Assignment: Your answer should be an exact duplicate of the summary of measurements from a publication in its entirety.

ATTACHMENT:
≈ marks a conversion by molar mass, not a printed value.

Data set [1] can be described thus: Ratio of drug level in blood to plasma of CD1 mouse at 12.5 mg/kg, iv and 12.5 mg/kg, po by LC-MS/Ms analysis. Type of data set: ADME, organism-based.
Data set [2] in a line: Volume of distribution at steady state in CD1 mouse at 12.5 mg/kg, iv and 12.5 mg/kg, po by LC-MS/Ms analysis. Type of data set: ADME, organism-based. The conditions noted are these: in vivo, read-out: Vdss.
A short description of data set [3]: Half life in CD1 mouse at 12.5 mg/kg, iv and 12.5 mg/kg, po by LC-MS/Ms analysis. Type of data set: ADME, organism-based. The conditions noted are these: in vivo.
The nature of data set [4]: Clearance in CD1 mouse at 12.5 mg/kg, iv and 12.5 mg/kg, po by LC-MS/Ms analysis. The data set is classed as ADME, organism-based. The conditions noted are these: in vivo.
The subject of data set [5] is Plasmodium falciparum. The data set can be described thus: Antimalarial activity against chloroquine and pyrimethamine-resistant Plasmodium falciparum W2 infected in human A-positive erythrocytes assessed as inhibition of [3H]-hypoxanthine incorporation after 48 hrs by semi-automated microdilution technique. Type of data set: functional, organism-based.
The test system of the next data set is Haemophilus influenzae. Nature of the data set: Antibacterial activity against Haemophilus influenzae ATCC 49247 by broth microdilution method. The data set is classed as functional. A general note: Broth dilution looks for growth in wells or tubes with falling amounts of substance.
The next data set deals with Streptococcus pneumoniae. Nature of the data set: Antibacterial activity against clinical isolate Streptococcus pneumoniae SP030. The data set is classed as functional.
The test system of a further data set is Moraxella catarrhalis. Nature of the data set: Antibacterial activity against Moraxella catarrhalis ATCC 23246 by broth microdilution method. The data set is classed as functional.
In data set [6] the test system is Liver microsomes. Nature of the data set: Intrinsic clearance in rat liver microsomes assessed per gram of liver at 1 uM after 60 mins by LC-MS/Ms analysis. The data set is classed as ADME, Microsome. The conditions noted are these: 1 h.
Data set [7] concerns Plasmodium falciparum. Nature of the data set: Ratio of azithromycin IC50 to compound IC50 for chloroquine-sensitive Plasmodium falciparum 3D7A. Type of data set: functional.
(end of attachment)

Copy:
≈ marks a conversion by molar mass, not a printed value.

Data set [1] can be described thus: Ratio of drug level in blood to plasma of CD1 mouse at 12.5 mg/kg, iv and 12.5 mg/kg, po by LC-MS/Ms analysis. Type of data set: ADME, organism-based.
Data set [2] in a line: Volume of distribution at steady state in CD1 mouse at 12.5 mg/kg, iv and 12.5 mg/kg, po by LC-MS/Ms analysis. Type of data set: ADME, organism-based. The conditions noted are these: in vivo, read-out: Vdss.
A short description of data set [3]: Half life in CD1 mouse at 12.5 mg/kg, iv and 12.5 mg/kg, po by LC-MS/Ms analysis. Type of data set: ADME, organism-based. The conditions noted are these: in vivo.
The nature of data set [4]: Clearance in CD1 mouse at 12.5 mg/kg, iv and 12.5 mg/kg, po by LC-MS/Ms analysis. The data set is classed as ADME, organism-based. The conditions noted are these: in vivo.
The subject of data set [5] is Plasmodium falciparum. The data set can be described thus: Antimalarial activity against chloroquine and pyrimethamine-resistant Plasmodium falciparum W2 infected in human A-positive erythrocytes assessed as inhibition of [3H]-hypoxanthine incorporation after 48 hrs by semi-automated microdilution technique. Type of data set: functional, organism-based.
The test system of the next data set is Haemophilus influenzae. Nature of the data set: Antibacterial activity against Haemophilus influenzae ATCC 49247 by broth microdilution method. The data set is classed as functional. A general note: Broth dilution looks for growth in wells or tubes with falling amounts of substance.
The next data set deals with Streptococcus pneumoniae. Nature of the data set: Antibacterial activity against clinical isolate Streptococcus pneumoniae SP030. The data set is classed as functional.
The test system of a further data set is Moraxella catarrhalis. Nature of the data set: Antibacterial activity against Moraxella catarrhalis ATCC 23246 by broth microdilution method. The data set is classed as functional.
In data set [6] the test system is Liver microsomes. Nature of the data set: Intrinsic clearance in rat liver microsomes assessed per gram of liver at 1 uM after 60 mins by LC-MS/Ms analysis. The data set is classed as ADME, Microsome. The conditions noted are these: 1 h.
Data set [7] concerns Plasmodium falciparum. Nature of the data set: Ratio of azithromycin IC50 to compound IC50 for chloroquine-sensitive Plasmodium falciparum 3D7A. Type of data set: functional.